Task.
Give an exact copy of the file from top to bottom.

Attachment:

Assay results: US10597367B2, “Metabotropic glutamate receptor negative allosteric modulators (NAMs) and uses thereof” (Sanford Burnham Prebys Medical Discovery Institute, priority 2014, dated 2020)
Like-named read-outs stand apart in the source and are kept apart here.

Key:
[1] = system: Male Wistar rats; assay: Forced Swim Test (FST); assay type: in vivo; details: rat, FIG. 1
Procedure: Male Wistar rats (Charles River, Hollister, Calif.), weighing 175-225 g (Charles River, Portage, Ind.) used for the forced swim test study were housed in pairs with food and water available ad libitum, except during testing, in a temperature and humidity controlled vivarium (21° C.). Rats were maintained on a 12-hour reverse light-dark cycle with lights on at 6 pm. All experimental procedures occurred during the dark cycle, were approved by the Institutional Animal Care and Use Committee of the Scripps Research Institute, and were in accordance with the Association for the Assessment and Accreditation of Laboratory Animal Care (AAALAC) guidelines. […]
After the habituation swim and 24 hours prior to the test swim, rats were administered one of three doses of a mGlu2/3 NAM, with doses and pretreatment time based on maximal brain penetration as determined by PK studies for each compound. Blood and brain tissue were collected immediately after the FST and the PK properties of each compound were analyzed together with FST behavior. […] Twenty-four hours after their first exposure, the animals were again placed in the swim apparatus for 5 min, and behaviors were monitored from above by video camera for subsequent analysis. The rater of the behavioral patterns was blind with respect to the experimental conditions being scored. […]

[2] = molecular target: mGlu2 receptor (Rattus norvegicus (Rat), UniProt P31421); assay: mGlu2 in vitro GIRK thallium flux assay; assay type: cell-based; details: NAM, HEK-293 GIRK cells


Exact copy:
Assay results: US10597367B2, “Metabotropic glutamate receptor negative allosteric modulators (NAMs) and uses thereof” (Sanford Burnham Prebys Medical Discovery Institute, priority 2014, dated 2020)
Like-named read-outs stand apart in the source and are kept apart here.

Key:
[1] = system: Male Wistar rats; assay: Forced Swim Test (FST); assay type: in vivo; details: rat, FIG. 1
Procedure: Male Wistar rats (Charles River, Hollister, Calif.), weighing 175-225 g (Charles River, Portage, Ind.) used for the forced swim test study were housed in pairs with food and water available ad libitum, except during testing, in a temperature and humidity controlled vivarium (21° C.). Rats were maintained on a 12-hour reverse light-dark cycle with lights on at 6 pm. All experimental procedures occurred during the dark cycle, were approved by the Institutional Animal Care and Use Committee of the Scripps Research Institute, and were in accordance with the Association for the Assessment and Accreditation of Laboratory Animal Care (AAALAC) guidelines. […]
After the habituation swim and 24 hours prior to the test swim, rats were administered one of three doses of a mGlu2/3 NAM, with doses and pretreatment time based on maximal brain penetration as determined by PK studies for each compound. Blood and brain tissue were collected immediately after the FST and the PK properties of each compound were analyzed together with FST behavior. […] Twenty-four hours after their first exposure, the animals were again placed in the swim apparatus for 5 min, and behaviors were monitored from above by video camera for subsequent analysis. The rater of the behavioral patterns was blind with respect to the experimental conditions being scored. […]

[2] = molecular target: mGlu2 receptor (Rattus norvegicus (Rat), UniProt P31421); assay: mGlu2 in vitro GIRK thallium flux assay; assay type: cell-based; details: NAM, HEK-293 GIRK cells